Comparison of the Use of Service Learning, Volunteer, and Pro Bono Activities in Physical Therapy Curricula

By Village, David; Clouten, Norene et al. | Journal of Physical Therapy Education, Spring 2004 | Go to article overview

Comparison of the Use of Service Learning, Volunteer, and Pro Bono Activities in Physical Therapy Curricula


Village, David, Clouten, Norene, Millar, A. Lynn, Geigle, Alicia, et al., Journal of Physical Therapy Education


Background and Purpose. Service to others is considered an important attribute of a professional and is incorporated into the Guide to Physical Therapist Practice and accreditation criteria. However, little is known about the extent of the use of service activities within physical therapist (PT) and physical therapist assistant (PTA) education programs. The purposes of this study were to determine the use of three forms of community-based learning (CBL), service learning (SL), extracurricular volunteer activity (V), and pro bono services (PB) within PT and PTA curricula and to offer a comparison between the two curricula. Methods. Survey questionnaires were sent to the program administrators of all accredited PT programs, requesting information about the use of SL, V, and PB experiences within their curricula. A slightly modified version of this survey instrument was sent to the program administrators of all accredited PTA programs, soliciting similar information. Both survey instruments requested demographic and activity-specific information. Responses were tabulated for each group and then combined to compare between groups. Results. The response rates were 48% and 47% for the PT and PTA programs, respectively. Within the last 7 years, 77% of the PT programs and 61% of the PTA programs had used at least one of the three types of service activities. Of the respondents, 50 PT programs and 38 PTA programs were currently using SL in their curricula. The most frequent goals for incorporating SL were student learning and community benefit for both types of programs. Discussion and Conclusion. Half of those responding to this survey incorporate some form of CBL within their curriculum, and many programs that do not currently include SL are planning to add SL. Service learning and PB services are offered more frequently in PT programs than in PTA programs. This study suggests that physical therapy education is increasingly incorporating service opportunities.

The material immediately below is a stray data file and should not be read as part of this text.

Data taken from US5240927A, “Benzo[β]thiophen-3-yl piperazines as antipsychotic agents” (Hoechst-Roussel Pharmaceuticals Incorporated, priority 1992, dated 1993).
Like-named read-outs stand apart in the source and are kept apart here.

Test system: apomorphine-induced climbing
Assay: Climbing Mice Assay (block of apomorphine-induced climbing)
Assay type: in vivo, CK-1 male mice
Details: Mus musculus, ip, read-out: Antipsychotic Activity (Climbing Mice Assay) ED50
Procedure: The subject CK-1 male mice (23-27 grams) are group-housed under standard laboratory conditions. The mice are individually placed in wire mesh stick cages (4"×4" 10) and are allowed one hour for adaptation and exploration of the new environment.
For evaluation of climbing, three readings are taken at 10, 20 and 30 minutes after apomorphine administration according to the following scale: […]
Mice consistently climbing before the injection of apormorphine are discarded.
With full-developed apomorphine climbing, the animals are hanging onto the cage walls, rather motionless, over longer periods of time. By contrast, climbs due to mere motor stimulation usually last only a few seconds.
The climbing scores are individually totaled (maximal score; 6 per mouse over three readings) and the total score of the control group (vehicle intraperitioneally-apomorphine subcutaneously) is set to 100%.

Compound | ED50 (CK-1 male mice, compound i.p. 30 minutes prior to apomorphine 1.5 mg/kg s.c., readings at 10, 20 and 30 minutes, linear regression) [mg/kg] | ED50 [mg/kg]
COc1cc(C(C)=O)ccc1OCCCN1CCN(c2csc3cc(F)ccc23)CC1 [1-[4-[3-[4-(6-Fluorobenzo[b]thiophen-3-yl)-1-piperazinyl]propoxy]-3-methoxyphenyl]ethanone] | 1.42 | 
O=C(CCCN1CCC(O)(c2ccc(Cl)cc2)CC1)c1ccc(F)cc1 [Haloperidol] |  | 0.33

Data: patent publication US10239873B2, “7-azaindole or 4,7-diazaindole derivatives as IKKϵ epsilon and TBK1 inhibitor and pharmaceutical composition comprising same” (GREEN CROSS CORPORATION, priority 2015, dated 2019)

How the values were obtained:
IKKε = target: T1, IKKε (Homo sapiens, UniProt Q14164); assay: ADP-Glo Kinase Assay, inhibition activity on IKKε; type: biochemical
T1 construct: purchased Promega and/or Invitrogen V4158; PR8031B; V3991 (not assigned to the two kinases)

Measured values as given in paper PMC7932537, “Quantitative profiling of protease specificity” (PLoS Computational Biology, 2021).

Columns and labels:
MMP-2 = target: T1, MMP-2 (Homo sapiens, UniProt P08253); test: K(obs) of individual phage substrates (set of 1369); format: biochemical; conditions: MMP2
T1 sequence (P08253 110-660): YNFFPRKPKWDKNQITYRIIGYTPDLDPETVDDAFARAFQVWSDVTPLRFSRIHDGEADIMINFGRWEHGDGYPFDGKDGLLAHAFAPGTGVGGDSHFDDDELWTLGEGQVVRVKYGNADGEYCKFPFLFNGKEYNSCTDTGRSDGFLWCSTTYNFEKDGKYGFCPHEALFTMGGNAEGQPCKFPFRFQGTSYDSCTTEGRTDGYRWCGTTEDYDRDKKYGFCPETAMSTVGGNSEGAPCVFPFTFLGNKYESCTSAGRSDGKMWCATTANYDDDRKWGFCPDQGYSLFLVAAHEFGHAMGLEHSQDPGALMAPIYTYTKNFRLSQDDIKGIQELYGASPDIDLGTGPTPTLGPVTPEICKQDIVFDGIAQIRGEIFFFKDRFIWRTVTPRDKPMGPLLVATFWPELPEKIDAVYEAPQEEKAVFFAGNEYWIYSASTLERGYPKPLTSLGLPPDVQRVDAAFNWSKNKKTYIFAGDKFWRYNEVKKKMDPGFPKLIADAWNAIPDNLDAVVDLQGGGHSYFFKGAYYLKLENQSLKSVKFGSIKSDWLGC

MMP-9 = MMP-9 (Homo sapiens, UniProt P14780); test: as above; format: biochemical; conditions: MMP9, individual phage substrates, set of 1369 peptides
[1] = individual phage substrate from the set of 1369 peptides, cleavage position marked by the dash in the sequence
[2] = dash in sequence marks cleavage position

Key Words: Physical therapy education, Pro bono learning, Service learning, Volunteerism.

INTRODUCTION

Service is emphasized in many fields of professional education, including the health care professions. Altruism is considered an extremely important attribute of a physical therapist (PT) and a physical therapist assistant (PTA), as noted in the professional practice guidelines and educational models.1-3 In addition, the accreditation standards for PT and PTA education identify the importance of developing these professional qualities in the educational setting.4 However, the extent of its integration into physical therapy education is not known.5 The purpose of this study was to determine the use of three types of community-based learning (CBL)-service learning (SL), extracurricular volunteer activity (V), and pro bono services (PB)-within curricula throughout the United States and to offer a comparison between the two curricula.

Service learning is a form of experiential education in which students engage in activities that address human and community needs, together with structured opportunities intentionally designed to promote student learning and development.6 Academic credit is awarded for learning, in contrast to service hours rendered while volunteering. Service learning aims to provide a reciprocal benefit for the student and the community, whereas extracurricular volunteer activity, according to Furco, "is the engagement of individuals in activities where the primary emphasis is in the service [emphasis added] being provided and the primary intended beneficiary is clearly the service recipient."7(p4) Pro bono services, incorporated into some PT and PTA education programs, provide professional services at no fee or at a reduced fee to people of limited financial means.2,7 Pro bono services are not necessarily linked to academic course objectives or structured reflective opportunities, as required in SL.

The following research questions were examined in this study: (1) How many PT and PTA programs are using service activities?

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